THE KINNEY COTTAGE — Sandfield, Concession 10, Lot 19

Bob and Mary Kinney first experienced Manitoulin Island when they visited Josephine Evans Whitaker (Bob’s second cousin) and her husband Francis at their Lake Manitou cottage on Ben's Bay, in August of 1939. In 1944, Bob and Mary made another visit to the Island. During this visit, they purchased a plot of land on Fred and Flora Moody’s farm that was next to the Whitaker’s cottage. During the following summer of 1945, Fred, his farmhand, Dan Ferguson, and his brother, Norm Moody, built the two stone-filled cribs that were to be the foundation for Bob and Mary’s boat house-cottage. Bob came up from their home in Ambridge, PA (near Pittsburgh), to watch and give some assistance with the project. He stayed with the Whitakers, slept on their screen porch, and enjoyed some good meals with Fred and Flora. The next summer of ’46, they built the boathouse with a studio apartment above it.

That August the Kinneys, including their eighteen-month-old daughter, Jeannie, as well as Mary’s brother, Dan Sullenberger, arrived at their new cottage. Although not quite complete, there being an eighteen-inch section of empty space in the floor through which could be seen the water below, no screens in place, one door unfinished, and limited furnishings from Eaton’s catalog, they survived. Welcome assistance was warmly received from the Whitakers who invited Kinneys to stay with them until the rest of the flooring and screens were put in place. A few weeks later, two invited guests arrived, bringing cots with them, as Bob and Mary also had needed to do. They constructed a table with two sawhorses and extra lumber. They also boiled water and cooked on their Coleman wood stove. Water was obtained by throwing a bucket, with a rope attached to it, over the balcony’s railing and drawing it up from the lake. Bob and Mary also had brought along a Coleman cooler and two Coleman lanterns. Mary’s brother built a few shelves between studding, to hold an antique clock and a supply of canned food they had brought along. Bob and his guest constructed the framework for a nine- foot long kitchen counter and laid more lumber on top, as well as installing a pitcher pump. What a help that was! Next, they purchased a McClary wood stove in Manitowaning which was used for many years. When Bob and Mary’s guests were leaving, they declared that was the best, and most interesting vacation they had ever experienced! Finally, the remainder of their Eaton’s catalog order arrived with a kerosene-cooking stove and two double mattresses... just in time for them to leave!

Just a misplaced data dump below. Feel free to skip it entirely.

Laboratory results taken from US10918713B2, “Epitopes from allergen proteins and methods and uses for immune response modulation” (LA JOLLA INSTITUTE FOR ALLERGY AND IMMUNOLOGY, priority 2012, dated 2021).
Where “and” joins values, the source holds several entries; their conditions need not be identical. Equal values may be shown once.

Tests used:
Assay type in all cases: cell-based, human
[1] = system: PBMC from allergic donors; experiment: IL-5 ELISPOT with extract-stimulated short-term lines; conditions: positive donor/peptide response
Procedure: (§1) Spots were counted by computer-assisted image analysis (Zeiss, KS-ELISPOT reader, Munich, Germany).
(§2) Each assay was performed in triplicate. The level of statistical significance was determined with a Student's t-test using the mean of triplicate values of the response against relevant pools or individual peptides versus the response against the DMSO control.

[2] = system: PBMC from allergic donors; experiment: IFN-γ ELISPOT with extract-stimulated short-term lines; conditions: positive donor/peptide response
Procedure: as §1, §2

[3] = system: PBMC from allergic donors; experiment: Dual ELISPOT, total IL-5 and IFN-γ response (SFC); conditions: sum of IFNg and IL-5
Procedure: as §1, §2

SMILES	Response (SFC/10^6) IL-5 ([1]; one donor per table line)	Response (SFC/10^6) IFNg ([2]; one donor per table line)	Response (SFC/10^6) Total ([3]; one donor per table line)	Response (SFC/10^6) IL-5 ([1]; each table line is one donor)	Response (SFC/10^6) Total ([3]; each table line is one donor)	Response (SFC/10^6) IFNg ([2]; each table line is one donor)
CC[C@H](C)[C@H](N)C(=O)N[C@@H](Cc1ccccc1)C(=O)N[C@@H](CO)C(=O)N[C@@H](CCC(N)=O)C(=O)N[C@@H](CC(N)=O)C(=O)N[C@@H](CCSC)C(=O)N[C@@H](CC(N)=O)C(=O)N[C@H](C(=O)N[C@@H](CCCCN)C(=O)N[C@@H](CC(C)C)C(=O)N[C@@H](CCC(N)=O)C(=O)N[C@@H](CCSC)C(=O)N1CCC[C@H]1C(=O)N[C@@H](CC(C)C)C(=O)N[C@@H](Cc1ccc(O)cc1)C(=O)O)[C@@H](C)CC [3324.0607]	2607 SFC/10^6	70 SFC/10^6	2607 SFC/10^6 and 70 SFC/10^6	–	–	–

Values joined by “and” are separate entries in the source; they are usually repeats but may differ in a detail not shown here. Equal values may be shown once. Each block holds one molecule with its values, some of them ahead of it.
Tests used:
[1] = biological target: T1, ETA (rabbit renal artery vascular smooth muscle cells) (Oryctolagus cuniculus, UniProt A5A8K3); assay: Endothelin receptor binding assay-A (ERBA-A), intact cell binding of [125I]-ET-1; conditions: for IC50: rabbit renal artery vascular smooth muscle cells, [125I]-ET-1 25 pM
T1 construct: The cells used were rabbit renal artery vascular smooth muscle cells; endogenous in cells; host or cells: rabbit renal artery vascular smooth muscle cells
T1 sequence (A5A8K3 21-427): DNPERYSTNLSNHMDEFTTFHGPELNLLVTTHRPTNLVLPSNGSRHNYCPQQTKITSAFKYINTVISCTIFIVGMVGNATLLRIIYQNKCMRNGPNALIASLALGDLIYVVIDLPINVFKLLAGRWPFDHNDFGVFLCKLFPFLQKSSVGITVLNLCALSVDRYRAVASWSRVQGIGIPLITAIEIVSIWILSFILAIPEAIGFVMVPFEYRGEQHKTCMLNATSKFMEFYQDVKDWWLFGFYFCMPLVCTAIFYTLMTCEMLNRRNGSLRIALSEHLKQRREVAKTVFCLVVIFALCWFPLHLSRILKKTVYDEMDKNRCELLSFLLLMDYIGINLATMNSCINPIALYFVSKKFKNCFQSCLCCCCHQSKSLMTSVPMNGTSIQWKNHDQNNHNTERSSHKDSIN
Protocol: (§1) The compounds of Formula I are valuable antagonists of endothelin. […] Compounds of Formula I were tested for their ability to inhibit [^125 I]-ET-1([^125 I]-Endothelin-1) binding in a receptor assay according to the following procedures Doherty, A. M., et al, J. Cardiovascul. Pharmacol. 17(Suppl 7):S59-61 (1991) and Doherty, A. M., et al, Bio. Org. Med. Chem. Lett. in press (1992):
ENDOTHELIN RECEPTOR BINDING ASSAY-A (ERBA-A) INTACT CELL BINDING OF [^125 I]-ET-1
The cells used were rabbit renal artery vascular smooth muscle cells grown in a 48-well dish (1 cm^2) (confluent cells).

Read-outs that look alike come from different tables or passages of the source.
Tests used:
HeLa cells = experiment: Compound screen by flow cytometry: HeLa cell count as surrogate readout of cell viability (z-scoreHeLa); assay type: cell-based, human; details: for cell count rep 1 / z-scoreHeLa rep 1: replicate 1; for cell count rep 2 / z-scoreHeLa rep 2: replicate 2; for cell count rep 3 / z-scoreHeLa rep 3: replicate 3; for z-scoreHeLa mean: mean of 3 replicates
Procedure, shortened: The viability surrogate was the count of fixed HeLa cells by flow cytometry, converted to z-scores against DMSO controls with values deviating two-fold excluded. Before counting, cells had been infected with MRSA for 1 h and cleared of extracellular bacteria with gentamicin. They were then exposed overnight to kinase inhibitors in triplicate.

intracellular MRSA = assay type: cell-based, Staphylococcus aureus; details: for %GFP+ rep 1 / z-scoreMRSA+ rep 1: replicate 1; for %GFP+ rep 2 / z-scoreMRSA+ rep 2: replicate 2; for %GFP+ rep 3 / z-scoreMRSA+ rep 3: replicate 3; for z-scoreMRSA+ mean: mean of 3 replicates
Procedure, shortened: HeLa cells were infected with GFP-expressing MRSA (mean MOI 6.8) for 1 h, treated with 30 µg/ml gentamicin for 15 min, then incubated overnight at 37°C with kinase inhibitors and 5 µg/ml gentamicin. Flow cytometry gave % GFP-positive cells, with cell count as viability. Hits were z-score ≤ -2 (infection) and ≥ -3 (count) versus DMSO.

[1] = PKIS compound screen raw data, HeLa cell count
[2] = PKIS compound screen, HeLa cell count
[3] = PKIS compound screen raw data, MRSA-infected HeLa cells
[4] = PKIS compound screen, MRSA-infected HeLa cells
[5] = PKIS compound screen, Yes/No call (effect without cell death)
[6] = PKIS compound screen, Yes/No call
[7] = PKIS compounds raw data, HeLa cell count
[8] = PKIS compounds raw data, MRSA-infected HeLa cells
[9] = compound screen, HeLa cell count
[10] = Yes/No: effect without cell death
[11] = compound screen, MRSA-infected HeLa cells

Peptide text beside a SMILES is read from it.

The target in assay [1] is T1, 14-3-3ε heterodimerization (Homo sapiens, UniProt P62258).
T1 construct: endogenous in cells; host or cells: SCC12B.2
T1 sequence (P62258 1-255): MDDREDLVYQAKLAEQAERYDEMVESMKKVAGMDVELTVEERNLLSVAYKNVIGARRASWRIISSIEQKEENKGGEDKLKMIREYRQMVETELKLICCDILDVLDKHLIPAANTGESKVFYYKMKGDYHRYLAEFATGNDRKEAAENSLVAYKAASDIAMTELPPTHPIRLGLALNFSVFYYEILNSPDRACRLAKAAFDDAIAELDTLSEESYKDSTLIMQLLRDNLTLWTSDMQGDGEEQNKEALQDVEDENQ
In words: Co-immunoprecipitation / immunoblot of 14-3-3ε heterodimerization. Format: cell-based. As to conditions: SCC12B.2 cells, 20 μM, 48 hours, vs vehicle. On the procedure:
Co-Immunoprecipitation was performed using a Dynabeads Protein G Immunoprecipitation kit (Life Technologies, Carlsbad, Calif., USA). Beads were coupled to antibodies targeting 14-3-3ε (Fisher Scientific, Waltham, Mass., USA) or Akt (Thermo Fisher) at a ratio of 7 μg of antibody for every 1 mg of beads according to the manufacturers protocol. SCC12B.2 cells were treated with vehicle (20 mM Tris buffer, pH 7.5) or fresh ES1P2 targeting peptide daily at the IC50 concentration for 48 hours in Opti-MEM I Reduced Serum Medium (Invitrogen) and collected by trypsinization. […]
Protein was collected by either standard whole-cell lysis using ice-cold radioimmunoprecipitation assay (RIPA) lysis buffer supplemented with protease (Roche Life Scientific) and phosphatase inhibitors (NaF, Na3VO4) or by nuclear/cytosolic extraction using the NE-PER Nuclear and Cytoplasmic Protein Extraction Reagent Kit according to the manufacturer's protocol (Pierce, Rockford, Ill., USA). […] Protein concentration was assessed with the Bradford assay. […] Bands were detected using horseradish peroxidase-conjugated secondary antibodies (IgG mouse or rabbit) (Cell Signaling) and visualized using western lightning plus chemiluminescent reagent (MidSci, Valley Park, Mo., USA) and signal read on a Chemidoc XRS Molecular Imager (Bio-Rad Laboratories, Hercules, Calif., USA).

The following August of ’47, Bob, Mary, and her cousin, Barbara Stroh, constructed a double bunk bed. Fred Moody built a small loft and installed windows in the front and back roof peaks. Food was kept cool with a wonderful wooden ice chest lined with galvanized tin and cork that Bob and a friend constructed. Large blocks of ice cut from the lake fit into this ice chest. For the first 2 years ice was obtained from the Whitakers. In the fall of 1947 Fred Moody built an icehouse, made from cedar logs. By about 1950, the hydro was brought down to Silver Bay Road, and then on to the Whitaker and the Kinney cabins. For several years the icehouse was abandoned. Since they needed more space for guests, a room was added to one side of the icehouse. Then both rooms were lined with knotty pine lumber and made into an attractive sleeping cabin!

About eight years after Jeannie was born, Bob and Mary had another daughter, named Margaret Ellen (Peggy). Peggy made her first trip to Manitoulin when she was less than seven-weeks old! As Jeannie and Peggy grew up, they made friends with the Moody and Nighswander children. They had lots of water-fun at Lake Manitou, swimming, and floating along on a rowboat and raft. Both daughters also brought friends and relatives from the States to share in the fun.

Bob and his good friend, Everett Moody built a large stone outdoor fireplace. Fish cookouts were enjoyed with the Moody and Whittaker families along with other guests. The children and adults looked forward to the yearly family picnics around the big outdoor fireplace. After dark when the coals were just right, the children and adults toasted marshmallows and enjoyed each other's company under the stars.

The process of adding to and repairing the cottage has continued over the years. The kitchen sink area was improved by adding a dormer window and hot and cold running water was installed to replace the pitcher pump. The bathroom was also added to replace the outhouse! A carport, along with new and larger decks and docks have all added to the improvements.

In 1967, Jeannie was married to David Weaver. They have four children. The first child to arrive was Dave, next Rob, the third was Rich, and finally Christina arrived. About ten years after Jeannie was married, Peggy married Bill Tinklepaugh. They have three children. Brian was first born, next came Adam, and then Megan. Still now, more than seventy years from the building of the cabins, the family comes up each year during their vacations. With their growing families and more space required to accommodate everyone, the two families alternate time, but often try to overlap for a few days during their vacations.

From the beginning, Bob, Mary, Jeannie, and Peggy enjoyed making many Canadian friends. The Moody and Nighswander families were the first, then Mindemoya villagers, and other cottagers. We have also enjoyed sharing our cottage with our relatives and close friends so that they may also experience and make the most use of lovely Lake Manitou on beautiful Manitoulin Island.

"This article is based on early photographs of the cottage, on stories from Bob and Mary Kinney to their daughters, and on the memories of Jeannie, Peggy and their families"